Verizon Fined $1.35 Million by FCC Over ‘Supercookie’ Tracking

Everyone wants your browsing data, from the government to your ISP, for reasons ranging from tracking potential criminals to lucrative advertisement revenue. Now Verizon is settling with the FCC over their usage of an ad targeting technology known as ‘supercookie’, which tracks the sites visited by phones on their network. These supercookies allow ads to be better targeted for users on of the Verizon cell phone service, however, Verizon neglected to inform their users of the tracking and allow them to opt-out. This action has caused them to incur a fine of $1.35 million from the US Federal Communications Commission and force them to receive customer permission before sharing any tracking data with other companies and those inside its organization, including AOL.

Verizon’s usage of the supercookie tracking garnered a lot of negative feedback when it was introduced last year, causing the company to allow users to opt-out of the program. This move is forced even further by today’s settlement, limiting the data that can be shared even from customers that do not opt-out. This is a big change, as it addresses one of the main concerns with supercookies, which could allow websites to track users on a permanent basis, as it was impossible to disassociate a user from their supercookie on the Verizon network.

This settlement represents the FCC successfully defending the Open Internet Transparency Rule, only the second time that it has been done (the first being a fine against AT&T over unlimited data plans.) This ruling seems to allow for some level of tracking to be permitted, so long as there is transparency and the option to opt-out exist for the customer. “Consumers care about privacy and should have a say in how their personal information is used, especially when it comes to who knows what they’re doing online,” stated Travis LeBlanc, chief of the FCC’s Enforcement Bureau. It is clear that Verizon overstepped their bounds in this case, and we can only hope that other network providers will learn from this when considering the tracking and sharing of their users’ data.

Companies Face Criminal Charges for Notifying You of Spying

The government is at the heart of a major debate regarding your information and their attempts to gain access to them. With everything from encryption to the latest in a long stream of bad ideas, making companies who inform you when people are attempting to read your information pay criminal charges.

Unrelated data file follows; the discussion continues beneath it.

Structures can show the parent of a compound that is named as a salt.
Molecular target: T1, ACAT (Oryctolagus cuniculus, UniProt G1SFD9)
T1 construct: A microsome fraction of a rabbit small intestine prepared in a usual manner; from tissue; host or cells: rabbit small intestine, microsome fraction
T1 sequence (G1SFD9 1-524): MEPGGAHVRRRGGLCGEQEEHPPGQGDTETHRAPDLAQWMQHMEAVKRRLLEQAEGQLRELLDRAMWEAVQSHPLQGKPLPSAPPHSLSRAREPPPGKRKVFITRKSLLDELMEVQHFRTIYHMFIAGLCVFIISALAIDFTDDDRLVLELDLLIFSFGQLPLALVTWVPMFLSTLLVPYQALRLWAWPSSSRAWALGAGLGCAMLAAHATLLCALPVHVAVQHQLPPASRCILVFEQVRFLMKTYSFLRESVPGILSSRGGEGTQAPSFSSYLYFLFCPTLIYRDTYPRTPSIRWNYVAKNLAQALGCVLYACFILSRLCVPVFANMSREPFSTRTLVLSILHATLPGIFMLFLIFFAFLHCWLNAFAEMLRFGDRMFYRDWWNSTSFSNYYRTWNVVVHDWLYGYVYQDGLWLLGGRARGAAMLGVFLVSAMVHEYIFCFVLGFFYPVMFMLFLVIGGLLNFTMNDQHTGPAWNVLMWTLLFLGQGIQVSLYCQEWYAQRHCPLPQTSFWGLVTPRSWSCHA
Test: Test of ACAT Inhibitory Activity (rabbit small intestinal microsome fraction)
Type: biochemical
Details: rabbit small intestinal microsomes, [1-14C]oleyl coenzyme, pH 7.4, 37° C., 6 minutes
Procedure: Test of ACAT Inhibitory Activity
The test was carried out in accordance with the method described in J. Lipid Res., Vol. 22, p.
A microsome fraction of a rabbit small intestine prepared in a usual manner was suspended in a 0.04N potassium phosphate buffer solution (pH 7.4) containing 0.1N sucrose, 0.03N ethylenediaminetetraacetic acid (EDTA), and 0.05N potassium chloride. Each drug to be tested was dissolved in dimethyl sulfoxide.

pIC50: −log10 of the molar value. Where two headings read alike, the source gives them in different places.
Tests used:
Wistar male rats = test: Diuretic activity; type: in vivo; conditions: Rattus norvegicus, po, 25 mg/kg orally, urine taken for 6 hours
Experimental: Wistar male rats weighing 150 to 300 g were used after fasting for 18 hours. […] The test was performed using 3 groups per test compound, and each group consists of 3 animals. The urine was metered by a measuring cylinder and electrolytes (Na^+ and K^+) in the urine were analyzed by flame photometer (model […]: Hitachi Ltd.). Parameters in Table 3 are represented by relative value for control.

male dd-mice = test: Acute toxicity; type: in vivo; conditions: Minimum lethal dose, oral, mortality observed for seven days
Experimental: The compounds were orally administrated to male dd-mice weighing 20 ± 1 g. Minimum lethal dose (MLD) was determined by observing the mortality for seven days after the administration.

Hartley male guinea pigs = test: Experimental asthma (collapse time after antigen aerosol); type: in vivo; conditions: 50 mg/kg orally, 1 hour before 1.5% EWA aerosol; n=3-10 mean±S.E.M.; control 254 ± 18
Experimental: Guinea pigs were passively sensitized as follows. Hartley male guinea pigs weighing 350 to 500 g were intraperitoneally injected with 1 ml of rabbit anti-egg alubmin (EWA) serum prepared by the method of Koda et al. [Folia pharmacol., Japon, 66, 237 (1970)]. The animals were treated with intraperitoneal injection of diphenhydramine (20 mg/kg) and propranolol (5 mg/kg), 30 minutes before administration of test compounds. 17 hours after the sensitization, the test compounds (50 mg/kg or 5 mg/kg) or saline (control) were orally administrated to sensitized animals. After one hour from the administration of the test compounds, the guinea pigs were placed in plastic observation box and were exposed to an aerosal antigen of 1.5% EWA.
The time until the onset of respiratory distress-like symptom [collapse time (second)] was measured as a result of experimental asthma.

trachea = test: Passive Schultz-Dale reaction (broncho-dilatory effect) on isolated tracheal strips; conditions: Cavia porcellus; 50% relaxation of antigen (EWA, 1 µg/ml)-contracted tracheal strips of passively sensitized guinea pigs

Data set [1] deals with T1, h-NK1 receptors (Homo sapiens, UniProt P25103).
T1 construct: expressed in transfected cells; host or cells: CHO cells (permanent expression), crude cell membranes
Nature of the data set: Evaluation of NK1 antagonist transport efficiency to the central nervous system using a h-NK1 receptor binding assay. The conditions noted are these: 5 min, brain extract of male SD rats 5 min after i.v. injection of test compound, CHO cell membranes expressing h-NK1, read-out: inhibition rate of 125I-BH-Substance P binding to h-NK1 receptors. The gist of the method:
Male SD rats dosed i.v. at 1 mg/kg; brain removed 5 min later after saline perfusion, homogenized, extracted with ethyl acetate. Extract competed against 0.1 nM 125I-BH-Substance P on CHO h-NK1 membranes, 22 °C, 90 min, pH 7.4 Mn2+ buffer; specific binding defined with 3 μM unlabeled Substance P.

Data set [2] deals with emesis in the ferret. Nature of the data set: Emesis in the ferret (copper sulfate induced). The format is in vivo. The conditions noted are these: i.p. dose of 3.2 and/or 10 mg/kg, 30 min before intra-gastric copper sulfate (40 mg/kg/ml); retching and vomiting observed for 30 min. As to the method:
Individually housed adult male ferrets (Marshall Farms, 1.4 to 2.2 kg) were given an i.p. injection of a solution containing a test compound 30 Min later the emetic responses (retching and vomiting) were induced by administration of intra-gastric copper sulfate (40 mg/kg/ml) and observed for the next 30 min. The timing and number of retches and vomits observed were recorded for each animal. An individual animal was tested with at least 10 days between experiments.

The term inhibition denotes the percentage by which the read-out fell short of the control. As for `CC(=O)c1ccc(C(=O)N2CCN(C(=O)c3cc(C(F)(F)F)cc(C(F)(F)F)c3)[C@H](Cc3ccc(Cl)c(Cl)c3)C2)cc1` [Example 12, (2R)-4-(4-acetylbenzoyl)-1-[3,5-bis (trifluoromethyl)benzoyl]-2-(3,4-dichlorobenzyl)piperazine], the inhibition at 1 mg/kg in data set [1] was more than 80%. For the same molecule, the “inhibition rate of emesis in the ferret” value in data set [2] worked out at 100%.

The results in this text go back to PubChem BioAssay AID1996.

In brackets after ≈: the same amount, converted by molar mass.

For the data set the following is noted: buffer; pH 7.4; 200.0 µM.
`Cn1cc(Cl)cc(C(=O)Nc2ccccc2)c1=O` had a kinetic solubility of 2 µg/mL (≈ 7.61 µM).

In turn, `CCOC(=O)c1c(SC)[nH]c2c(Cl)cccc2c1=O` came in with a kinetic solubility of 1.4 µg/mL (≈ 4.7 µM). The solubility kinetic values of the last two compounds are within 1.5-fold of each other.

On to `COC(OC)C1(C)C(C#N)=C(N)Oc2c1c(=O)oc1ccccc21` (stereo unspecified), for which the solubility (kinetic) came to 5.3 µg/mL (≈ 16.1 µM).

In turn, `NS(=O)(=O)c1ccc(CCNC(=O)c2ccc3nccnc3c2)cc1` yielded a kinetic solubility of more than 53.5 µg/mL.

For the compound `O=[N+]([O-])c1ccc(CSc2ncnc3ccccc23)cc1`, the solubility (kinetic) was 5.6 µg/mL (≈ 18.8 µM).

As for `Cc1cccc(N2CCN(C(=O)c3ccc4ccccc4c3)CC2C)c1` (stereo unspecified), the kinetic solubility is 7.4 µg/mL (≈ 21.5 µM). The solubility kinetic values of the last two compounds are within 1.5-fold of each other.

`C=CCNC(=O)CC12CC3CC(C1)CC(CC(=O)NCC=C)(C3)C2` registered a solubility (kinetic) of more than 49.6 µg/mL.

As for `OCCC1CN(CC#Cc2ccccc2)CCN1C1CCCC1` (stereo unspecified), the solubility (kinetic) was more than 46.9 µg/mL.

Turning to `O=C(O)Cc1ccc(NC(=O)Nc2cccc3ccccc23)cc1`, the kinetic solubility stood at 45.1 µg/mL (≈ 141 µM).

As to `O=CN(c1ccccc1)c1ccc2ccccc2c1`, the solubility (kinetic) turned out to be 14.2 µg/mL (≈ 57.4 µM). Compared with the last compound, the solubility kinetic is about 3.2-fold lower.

The Snoopers Charter, or by its proper name the Investigatory Powers Bill, would not only require sites to keep up to twelve months worth of your details, including your visited sites, but would also give government agencies access to this information, all while government officials have been requesting backdoor access to encrypted data that could be easily accessed by the authorities (not to mention any hacker who finds the backdoor).

A small side note on the bill states that the bill “will ensure that a communications service provider does not notify the subject of an investigation that a request has been made for their data unless expressly permitted to do so”. This means that companies would have to be told they can tell you, rather than being told to keep it a secret.

With companies like Yahoo, Twitter, Facebook and Google already alerting you when they believe your account is being spied upon, making it illegal for companies to warn you that people are delving into your personal life could quickly come back and cause issues, both legally and morally.

Image courtesy of Beta news

Patent Troll to Pay Legal Fees

Patents are legal pieces of documentation to say that you are the creator or mind behind an idea or design, they are kinda like copyright although they can be a wider range of things such as the concept behind a piece of technology, rather than the exact components and designs needed to implement it. More often than not we find that there are groups or companies seeking to use these documents to gain money where none is due, these groups of individuals are called “Patent Trolls”. In a first, a District Judge in the US has asked a group to pay the legal fees of various companies it sued.

The concept is simple, claim you have the rights to a patent for a design or idea and then request that they pay you for anything they might have used that design for, this is especially common with things like software.

Judge Rodney Gilstrap has stated that due to the exceptional circumstance of the case eDekka LLC should be made to pay the legal fees from the various companies it sued. eDekka used a patent to sue more than 200 companies in 160 separate cases, the basis from which was their use of a database which eDekka claims their patent would reduce the time needed to retrieve information, however, when they were pressed more they began to explain the technology as a teaching tool that would help improve people’s ability to program databases and the systems that use them.

With it being considered an easy win by many patent trolls tend to hope for an early payment or a long drawn of battle resulting in the opposition not being able to continue the case. Hopefully this will deter people from trying to claim others works in exchange for an early payday.